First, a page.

Wednesday, June 2
1:30-4:00pm EST

Quantitative Track

Title: The Infrastructure of Black Social Control: A Multi-Level Counterfactual Demonstration of
Surveillance, Punishment, and Educational Inequality

Abstract: Extending from the work of classic political economic and critical race theorists, this workshop
questions whether a reclassification of schools from an Althusserian view of them as Ideological
State Apparatuses to largely Repressive State Apparatuses is warranted, given the form and
effects of their infrastructure of social control on Black high school students. In this
demonstration, the infrastructure of social control includes searches, technological surveillance,
suspensions, security procedures, and their association with academic outcomes and college
enrollment. While the critical theoretical framework is of importance, this workshop highlights
how the aforementioned critical lens is informed differently by methods that vary in their
attempts to minimize selection bias. We address selection bias by using ELS data and machine
learning-estimated propensity score weights to adjust for non-random selection into high or low
surveillance school treatments. We next run a series of multi-level model specifications to
demonstrate how the estimated effect of surveillance on the outcomes of Black girls and Black
boys differ when selection effects are minimized. In sum, we demonstrate that, 1) with an
enhanced infrastructure of surveillance in place, Black students are more likely to be suspended
even when controlling for levels of school social disorder and student misbehavior, and 2) in
counterfactual models where surveillance, social disorder, and suspensions are considered, Black
girls are more likely to enroll in college than other high school students. The workshop ends with
a conversation about the potential of critical QCM in analyses of systemic racial marginalization
and the implications for policies, such as restorative justice and practice.

Dr. Odis Johnson, Jr.
Bloomberg Distinguished Professor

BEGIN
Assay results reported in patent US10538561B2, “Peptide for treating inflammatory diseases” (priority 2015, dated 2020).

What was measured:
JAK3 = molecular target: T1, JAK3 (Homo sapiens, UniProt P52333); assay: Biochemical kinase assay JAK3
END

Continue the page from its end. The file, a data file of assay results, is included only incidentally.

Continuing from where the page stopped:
Executive Director of the Johns Hopkins Center for Safe and Healthy Schools
Director of the Institute in Critical Quantitative, Computational, and Mixed Methodologies
Johns Hopkins University

Odis Johnson Headshot

Dr. Odis Johnson, Jr.

Odis Johnson, Jr., PhD (he/him) is a Bloomberg Distinguished Professor at Johns Hopkins University, where he has faculty appointments in the Department of Health Policy and Management at the Bloomberg School of Public Health, the School of Education as Executive Director of the Center for Safe and Healthy Schools, and in the Department of Sociology at the Krieger School of Arts and Sciences. He also directs the Institute in Critical Quantitative, Computational, and Mixed Methodologies (ICQCM). Odis Johnson previously served as a faculty member at Washington University in St. Louis, and chaired the African American Studies Department at the University of Maryland. His work on the interrelated topics of neighborhoods, social policy, and race have been funded by the National Science Foundation, National Institutes of Health, William T. Grant Foundation, and the Spencer Foundation. Odis Johnson’s work and ideas about social change have been featured in prominent media outlets, including the Oprah Magazine, Christian Science Monitor, CNN, The Washington Post, MSNBC, NPR, Teen Vogue, The Associated Press, Vox, The New Yorker, The New York Times, NBC News, The Chicago Tribune, SiriusXM, and a variety of international and local news outlets.